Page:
Craigslist is great the way it is

Gary Wolf's feature on the idiosyncrasies of craigslist, its founder Craig Newmark, and its CEO Jim Buckmaster perfectly captures the thing that makes the site so wonderful: the quirky, zen character of its executives who love the heroically ugly, creaking beast and refuse to change it.
But if you really want to see a mess, go visit the nation's greatest apartment-hunting site, the first likely choice of anybody searching for a rental or a roommate. On this site, contrary to every principle of usability and common sense, you can't easily browse pictures of the apartments for rent. Customer support? Visit the help desk if you enjoy being insulted. How much market share does this housing site have? In many cities, a huge percentage. It isn't worth trying to compare its traffic to competitors', because at this scale there are no competitors.

Each of these sites, of course, is merely one of the many sections of craigslist, which dominates the market in facilitating face-to-face transactions, whether people are connecting to buy and sell, give something away, rent an apartment, or have some sex. With more than 47 million unique users every month in the US alone--nearly a fifth of the nation's adult population--it is the most important community site going and yet the most underdeveloped. Think of any Web feature that has become popular in the past 10 years: Chances are craigslist has considered it and rejected it. If you try to build a third-party application designed to make craigslist work better, the management will almost certainly throw up technical roadblocks to shut you down.

Why Craigslist Is Such a Mess


  1. Craigslist works. Think a minute about newspaper classified ads. They aren’t that much different from Craigslist: a big list of text, no indexes, no search function, no organization beyond broad categories. You had to pretty much read an entire category one ad at a time to find what you were looking for. And it worked, and worked well, for decades. Once you got a feel for it, you could scan it fairly quickly and concentrate on the promising ads. One thing I notice about Craigslist: it’s incredibly fast to load listings. On and the like, for instance, it can take 15-30 seconds to load in one listing to look at. And then it takes another 15-30 seconds to get back to the listing page before you can move on to the next listing. A listing on Craigslist loads in a second or two, and you pop back to the listing almost instantly. I can scan 5-6 Craigslist apartment listings in the time it takes to look at one listing off And you know what? That speed more than makes up for the lack of search features. I may not find every listing I might be interested in, but I’ll find enough and I’ll probably find one that’s good enough to bite on, and I’ll find it in half the time the fancier sites would take me.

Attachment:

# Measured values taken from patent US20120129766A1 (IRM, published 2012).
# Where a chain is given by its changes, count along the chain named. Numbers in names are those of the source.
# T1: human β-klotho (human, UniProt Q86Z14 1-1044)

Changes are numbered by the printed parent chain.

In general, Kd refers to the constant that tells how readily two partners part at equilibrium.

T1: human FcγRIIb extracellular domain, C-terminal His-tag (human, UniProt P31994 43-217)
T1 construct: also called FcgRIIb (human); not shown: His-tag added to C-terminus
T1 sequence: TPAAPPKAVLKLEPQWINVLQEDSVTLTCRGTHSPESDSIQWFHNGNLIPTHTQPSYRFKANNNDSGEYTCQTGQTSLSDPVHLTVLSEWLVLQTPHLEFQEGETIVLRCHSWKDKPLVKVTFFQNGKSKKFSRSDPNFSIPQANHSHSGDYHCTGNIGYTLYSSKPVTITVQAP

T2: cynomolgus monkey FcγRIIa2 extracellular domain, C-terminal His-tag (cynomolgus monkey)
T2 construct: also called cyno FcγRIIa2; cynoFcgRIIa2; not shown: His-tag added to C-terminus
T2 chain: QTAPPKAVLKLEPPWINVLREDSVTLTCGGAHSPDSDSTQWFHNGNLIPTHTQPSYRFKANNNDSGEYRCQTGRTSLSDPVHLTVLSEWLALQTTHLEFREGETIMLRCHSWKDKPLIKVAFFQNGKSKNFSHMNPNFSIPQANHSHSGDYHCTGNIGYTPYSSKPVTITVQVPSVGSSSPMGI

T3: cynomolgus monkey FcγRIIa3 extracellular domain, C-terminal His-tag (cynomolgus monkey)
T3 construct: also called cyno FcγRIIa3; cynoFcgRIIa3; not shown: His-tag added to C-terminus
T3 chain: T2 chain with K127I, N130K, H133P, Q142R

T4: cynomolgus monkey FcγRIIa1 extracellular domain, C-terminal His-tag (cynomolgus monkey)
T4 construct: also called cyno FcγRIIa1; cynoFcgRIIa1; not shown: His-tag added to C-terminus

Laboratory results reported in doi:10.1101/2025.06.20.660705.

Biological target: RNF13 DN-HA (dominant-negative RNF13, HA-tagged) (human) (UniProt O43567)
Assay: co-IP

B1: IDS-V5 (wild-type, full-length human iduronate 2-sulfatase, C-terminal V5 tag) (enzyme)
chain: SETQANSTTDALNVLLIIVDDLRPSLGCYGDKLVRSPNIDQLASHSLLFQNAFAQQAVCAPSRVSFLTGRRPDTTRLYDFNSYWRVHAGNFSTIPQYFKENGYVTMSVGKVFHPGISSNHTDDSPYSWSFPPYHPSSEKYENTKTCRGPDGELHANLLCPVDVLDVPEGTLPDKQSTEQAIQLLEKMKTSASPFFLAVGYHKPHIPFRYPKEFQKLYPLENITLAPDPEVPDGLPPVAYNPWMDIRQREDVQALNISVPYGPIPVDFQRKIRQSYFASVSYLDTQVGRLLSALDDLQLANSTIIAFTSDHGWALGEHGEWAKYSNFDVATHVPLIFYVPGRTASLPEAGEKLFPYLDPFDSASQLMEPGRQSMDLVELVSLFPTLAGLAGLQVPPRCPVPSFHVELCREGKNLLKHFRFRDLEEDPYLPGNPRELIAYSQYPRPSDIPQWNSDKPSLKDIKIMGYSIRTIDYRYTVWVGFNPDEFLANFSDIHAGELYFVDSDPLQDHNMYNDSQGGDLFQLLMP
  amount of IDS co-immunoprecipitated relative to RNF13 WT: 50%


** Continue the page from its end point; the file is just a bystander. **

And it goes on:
I think the difference is in worldview. For sites like Monster and, as someone looking for a job or an apartment I’m their product, to be sold to their advertisers and used to extract the maximum number of dollars from their clients. For Craigslist, I’m a customer who’s come looking for something. If Craigslist is serving me poorly, at least it’s serving me.

  2. I love craigslist.
    It proves that content is so much more important than the AJAX and Flash rubbish heap the web is becoming.

  3. As others have said, the advantage of Craigslist is that it just works, and works amazingly well.

    It used to take us weeks to get calls for rentals when tenants left, especially in this economy. Most other sites on the web want money for listings. With Craigslist, we had multiple calls on a house within a day after we put it up, and had it rented at our asking price within two weeks. Conversely, I found my new apartment in one of the most well-known and exclusive buildings in the city through Craigslist, simply by searching for the name, when no other site had listings for it; I didn’t really expect any result, and yet there it was.

  4. Not sure I’d agree in heaping praise on Craigslist – it’s full of scams. Yes, if you have half a brain you can avoid them, but it leaves me with a nasty feeling whenever I try to buy or sell something there.

    (Recent example: in selling my old laptop, I had five to six scam offerings each day, and finally found somebody real and local who wanted it after about three weeks. Bleh.)

  5. My personal story from this weekend. At 7pm or so, we were musing about looking for a new dresser for my 13 year old son. At 7:02 I was perusing listings. At 7:03 I emailed a prospective seller. At 9:15pm I had purchased and picked up two dressers for 55 dollars (one was 50, the other one was 5!). Both solid wood, dove-tailed joints, blah blah. One oak, one walnut, both work great. Thanks Craig!

  6. I was recently introduced to, which allows users to search CL listings and see the results in an e-Bay style interface, complete with thumbnails (for posts with pictures) and the post title information. To specify your location, you just type in your ZIP code. CraigLook then searches all listings within the specified number of miles of your home–something great for someone like me who lives right between two Craigslist cities.

    Once you have initial results, you can use checkboxes to select or clear specific categories. To search for that desired canoe, just click Boats, and the rest of the results are filtered out automatically.

    The only thing that sucks (for me) is that the default search radius starts at zero miles, assuming you want results only in your home area. That might be fine for city dwellers, but it is only a minor inconvenience. I’ve only been using it for a few days, so I’m not sure if you can set a different default number for the search radius. It is definately worth a try.